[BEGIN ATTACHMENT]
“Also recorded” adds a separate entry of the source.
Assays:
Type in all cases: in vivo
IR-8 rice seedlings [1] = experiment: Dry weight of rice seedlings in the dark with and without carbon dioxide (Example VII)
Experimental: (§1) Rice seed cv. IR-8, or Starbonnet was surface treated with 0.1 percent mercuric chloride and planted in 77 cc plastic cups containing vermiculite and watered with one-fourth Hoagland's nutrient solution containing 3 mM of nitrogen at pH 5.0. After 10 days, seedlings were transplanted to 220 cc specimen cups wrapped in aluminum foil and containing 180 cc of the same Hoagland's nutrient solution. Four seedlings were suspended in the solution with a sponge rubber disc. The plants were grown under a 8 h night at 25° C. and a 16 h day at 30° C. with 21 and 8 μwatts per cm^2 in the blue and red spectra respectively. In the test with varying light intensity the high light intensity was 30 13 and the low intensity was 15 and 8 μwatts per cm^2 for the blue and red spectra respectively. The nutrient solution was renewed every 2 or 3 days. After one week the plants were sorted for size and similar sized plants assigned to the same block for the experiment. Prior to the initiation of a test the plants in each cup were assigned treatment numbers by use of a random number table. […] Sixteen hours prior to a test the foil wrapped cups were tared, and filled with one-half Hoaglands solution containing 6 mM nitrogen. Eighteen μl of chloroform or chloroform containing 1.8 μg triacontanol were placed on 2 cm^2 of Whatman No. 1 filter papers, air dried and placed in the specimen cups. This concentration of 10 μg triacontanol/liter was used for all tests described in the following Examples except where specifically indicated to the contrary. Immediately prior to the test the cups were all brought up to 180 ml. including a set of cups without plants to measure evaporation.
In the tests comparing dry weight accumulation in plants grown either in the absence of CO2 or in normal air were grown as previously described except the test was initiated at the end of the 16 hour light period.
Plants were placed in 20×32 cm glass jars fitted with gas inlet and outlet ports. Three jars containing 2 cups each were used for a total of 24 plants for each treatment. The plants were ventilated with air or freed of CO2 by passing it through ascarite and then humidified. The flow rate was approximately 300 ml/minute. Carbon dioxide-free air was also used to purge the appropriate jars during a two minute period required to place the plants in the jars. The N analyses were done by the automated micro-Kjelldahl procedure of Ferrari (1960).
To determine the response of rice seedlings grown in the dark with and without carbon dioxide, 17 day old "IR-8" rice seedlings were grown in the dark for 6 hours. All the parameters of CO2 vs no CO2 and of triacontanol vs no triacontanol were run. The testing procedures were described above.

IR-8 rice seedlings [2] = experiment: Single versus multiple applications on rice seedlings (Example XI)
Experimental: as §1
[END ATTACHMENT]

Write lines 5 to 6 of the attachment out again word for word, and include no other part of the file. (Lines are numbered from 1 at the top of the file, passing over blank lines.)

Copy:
Experimental: (§1) Rice seed cv. IR-8, or Starbonnet was surface treated with 0.1 percent mercuric chloride and planted in 77 cc plastic cups containing vermiculite and watered with one-fourth Hoagland's nutrient solution containing 3 mM of nitrogen at pH 5.0. After 10 days, seedlings were transplanted to 220 cc specimen cups wrapped in aluminum foil and containing 180 cc of the same Hoagland's nutrient solution. Four seedlings were suspended in the solution with a sponge rubber disc. The plants were grown under a 8 h night at 25° C. and a 16 h day at 30° C. with 21 and 8 μwatts per cm^2 in the blue and red spectra respectively. In the test with varying light intensity the high light intensity was 30 13 and the low intensity was 15 and 8 μwatts per cm^2 for the blue and red spectra respectively. The nutrient solution was renewed every 2 or 3 days. After one week the plants were sorted for size and similar sized plants assigned to the same block for the experiment. Prior to the initiation of a test the plants in each cup were assigned treatment numbers by use of a random number table. […] Sixteen hours prior to a test the foil wrapped cups were tared, and filled with one-half Hoaglands solution containing 6 mM nitrogen. Eighteen μl of chloroform or chloroform containing 1.8 μg triacontanol were placed on 2 cm^2 of Whatman No. 1 filter papers, air dried and placed in the specimen cups. This concentration of 10 μg triacontanol/liter was used for all tests described in the following Examples except where specifically indicated to the contrary. Immediately prior to the test the cups were all brought up to 180 ml. including a set of cups without plants to measure evaporation.
In the tests comparing dry weight accumulation in plants grown either in the absence of CO2 or in normal air were grown as previously described except the test was initiated at the end of the 16 hour light period.